In these circumstances, the Minister has no plans to introduce proposals to purchase commercial drift net salmon fishing licences. The Government has consistently ruled out buy-out as an effective means of achieving the restoration of salmon stocks. Moreover, no convincing case has been advanced as to the public good that would be acquired by the State in the context of a publicly-funded buy-out of commercial salmon licences nor why stakeholders benefiting from increased numbers of salmon entering the rivers should not contribute in whole or in part towards achieving that increase.
As he has previously indicated to the Houses of the Oireachtas, the Minister of State with responsibility for the marine is prepared to keep the matter under review. In this regard, he advises me he would be open to any relevant proposals presented to him whereby stakeholders benefiting from any reduction in commercial catch would engage in the first instance with licence holders and indicate a willingness to address any compensation issues that might arise.
In the wider context, the EU Commission has recently begun work to examine the management of the wild Atlantic salmon in Community waters and, in particular, to examine the position on interceptory fisheries of mixed stocks of salmon inside the 12 mile limits. The Government has noted the EU Commission's concerns in this regard and has already indicated its intention to work with the Commission to achieve proper regulation of these fisheries.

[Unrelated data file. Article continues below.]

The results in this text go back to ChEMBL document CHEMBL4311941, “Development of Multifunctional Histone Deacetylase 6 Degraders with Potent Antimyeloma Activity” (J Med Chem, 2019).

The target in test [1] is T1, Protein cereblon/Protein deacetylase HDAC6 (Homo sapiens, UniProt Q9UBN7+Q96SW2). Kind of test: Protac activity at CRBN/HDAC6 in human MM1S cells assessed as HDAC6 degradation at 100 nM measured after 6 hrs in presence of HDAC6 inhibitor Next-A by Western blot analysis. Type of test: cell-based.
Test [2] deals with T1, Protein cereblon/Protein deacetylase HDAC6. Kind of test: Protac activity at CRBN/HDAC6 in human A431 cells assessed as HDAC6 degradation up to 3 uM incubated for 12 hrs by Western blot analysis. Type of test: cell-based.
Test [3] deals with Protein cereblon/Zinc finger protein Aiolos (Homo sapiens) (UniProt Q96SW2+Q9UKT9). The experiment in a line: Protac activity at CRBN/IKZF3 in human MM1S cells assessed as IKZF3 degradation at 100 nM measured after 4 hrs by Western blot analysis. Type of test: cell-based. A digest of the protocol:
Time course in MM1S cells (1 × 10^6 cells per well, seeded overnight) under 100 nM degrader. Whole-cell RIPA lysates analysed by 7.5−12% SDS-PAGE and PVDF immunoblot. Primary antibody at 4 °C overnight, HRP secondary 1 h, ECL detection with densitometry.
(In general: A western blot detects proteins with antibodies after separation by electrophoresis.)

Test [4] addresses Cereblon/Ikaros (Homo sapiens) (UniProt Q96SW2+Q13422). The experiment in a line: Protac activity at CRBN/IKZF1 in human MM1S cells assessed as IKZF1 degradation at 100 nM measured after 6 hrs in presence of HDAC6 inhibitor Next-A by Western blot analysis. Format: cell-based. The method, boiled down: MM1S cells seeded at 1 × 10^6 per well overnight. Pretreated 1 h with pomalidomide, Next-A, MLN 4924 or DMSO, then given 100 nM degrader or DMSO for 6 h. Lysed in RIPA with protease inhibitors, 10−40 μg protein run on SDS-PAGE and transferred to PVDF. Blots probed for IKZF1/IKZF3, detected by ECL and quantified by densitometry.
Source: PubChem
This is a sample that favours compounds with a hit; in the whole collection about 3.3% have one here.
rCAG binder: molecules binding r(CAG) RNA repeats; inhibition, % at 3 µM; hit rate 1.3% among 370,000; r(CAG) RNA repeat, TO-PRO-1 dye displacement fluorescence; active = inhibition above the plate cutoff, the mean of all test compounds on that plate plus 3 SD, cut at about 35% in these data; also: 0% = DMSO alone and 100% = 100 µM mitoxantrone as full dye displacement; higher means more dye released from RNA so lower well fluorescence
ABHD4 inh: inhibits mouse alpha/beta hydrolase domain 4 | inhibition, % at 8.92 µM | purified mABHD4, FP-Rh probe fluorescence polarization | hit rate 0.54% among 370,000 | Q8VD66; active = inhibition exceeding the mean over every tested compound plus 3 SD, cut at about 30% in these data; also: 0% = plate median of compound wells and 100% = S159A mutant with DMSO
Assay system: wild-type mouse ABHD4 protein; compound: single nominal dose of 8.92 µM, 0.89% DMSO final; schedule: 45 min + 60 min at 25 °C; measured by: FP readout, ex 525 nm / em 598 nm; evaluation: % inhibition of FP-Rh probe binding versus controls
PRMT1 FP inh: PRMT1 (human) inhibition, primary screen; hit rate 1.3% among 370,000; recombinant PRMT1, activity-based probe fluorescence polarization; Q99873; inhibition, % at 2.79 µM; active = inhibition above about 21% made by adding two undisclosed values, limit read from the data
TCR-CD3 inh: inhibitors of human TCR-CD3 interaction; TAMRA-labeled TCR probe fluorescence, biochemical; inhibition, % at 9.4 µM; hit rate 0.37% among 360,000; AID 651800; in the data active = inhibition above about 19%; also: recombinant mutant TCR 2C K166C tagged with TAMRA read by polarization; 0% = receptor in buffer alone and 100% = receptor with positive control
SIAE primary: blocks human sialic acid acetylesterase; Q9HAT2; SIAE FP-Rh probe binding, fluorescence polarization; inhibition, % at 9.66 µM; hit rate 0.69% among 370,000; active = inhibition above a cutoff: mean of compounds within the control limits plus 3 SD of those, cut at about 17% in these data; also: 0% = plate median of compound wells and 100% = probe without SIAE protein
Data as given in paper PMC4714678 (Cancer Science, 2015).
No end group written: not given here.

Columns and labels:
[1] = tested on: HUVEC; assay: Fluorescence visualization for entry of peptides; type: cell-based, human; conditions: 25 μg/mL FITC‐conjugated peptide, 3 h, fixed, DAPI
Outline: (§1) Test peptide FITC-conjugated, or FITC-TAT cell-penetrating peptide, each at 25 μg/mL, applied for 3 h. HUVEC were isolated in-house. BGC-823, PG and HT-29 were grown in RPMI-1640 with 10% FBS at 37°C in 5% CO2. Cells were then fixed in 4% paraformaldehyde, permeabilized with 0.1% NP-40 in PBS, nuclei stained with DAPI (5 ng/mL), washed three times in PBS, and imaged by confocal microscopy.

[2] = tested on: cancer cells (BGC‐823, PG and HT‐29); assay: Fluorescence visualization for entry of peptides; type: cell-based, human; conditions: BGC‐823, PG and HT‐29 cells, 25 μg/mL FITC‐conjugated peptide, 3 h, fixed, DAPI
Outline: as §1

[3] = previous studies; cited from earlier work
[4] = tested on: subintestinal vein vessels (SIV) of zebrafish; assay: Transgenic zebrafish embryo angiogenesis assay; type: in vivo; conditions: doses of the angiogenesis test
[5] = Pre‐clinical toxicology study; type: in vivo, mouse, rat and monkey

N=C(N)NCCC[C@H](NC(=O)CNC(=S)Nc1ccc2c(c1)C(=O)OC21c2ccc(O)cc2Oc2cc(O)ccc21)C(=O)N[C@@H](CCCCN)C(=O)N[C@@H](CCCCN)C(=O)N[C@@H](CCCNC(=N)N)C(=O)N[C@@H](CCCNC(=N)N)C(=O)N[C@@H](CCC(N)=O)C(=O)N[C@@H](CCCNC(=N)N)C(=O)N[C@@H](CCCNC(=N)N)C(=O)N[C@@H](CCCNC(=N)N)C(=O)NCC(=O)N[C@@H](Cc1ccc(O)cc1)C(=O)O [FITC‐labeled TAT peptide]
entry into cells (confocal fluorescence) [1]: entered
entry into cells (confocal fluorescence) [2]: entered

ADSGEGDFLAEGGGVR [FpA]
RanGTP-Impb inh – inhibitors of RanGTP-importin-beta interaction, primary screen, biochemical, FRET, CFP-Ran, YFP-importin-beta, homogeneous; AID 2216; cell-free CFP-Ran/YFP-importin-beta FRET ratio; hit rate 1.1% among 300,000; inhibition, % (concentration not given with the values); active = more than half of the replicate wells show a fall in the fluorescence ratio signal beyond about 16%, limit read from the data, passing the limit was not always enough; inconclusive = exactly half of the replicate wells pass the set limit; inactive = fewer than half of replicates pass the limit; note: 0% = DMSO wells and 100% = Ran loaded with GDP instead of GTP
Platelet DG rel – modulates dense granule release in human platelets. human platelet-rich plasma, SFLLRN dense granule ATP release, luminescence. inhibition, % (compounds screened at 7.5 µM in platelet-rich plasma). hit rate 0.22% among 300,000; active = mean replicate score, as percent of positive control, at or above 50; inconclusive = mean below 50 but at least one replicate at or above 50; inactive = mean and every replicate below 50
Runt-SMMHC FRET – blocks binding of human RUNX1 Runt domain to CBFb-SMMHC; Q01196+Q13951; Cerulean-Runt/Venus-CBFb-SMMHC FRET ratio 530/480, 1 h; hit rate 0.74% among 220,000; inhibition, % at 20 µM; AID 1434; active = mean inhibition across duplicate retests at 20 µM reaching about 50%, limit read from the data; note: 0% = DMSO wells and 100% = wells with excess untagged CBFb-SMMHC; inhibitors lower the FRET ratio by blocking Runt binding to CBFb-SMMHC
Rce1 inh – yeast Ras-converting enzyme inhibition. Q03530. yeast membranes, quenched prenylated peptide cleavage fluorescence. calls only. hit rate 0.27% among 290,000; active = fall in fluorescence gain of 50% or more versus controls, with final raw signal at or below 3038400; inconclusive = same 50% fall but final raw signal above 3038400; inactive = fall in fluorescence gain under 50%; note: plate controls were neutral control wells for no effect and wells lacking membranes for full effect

I understand the European Commission expects to complete its report on these fishing activities later this year. As this study is expected to provide an accurate analysis of the impact of interceptory fisheries on mixed stocks of wild salmon in Community waters, the Government believes we should await the outcome before any further conclusions are drawn in the matter.
The Senator focused on drift netting as the only problem but, as I indicated, there are a number of pressures affecting salmon habitats and stocks throughout the north Atlantic region. Naturally, we are very conscious of the impact a reduction in the salmon catch would have on our tourism industry. We will monitor this but no changes are envisaged in the short term.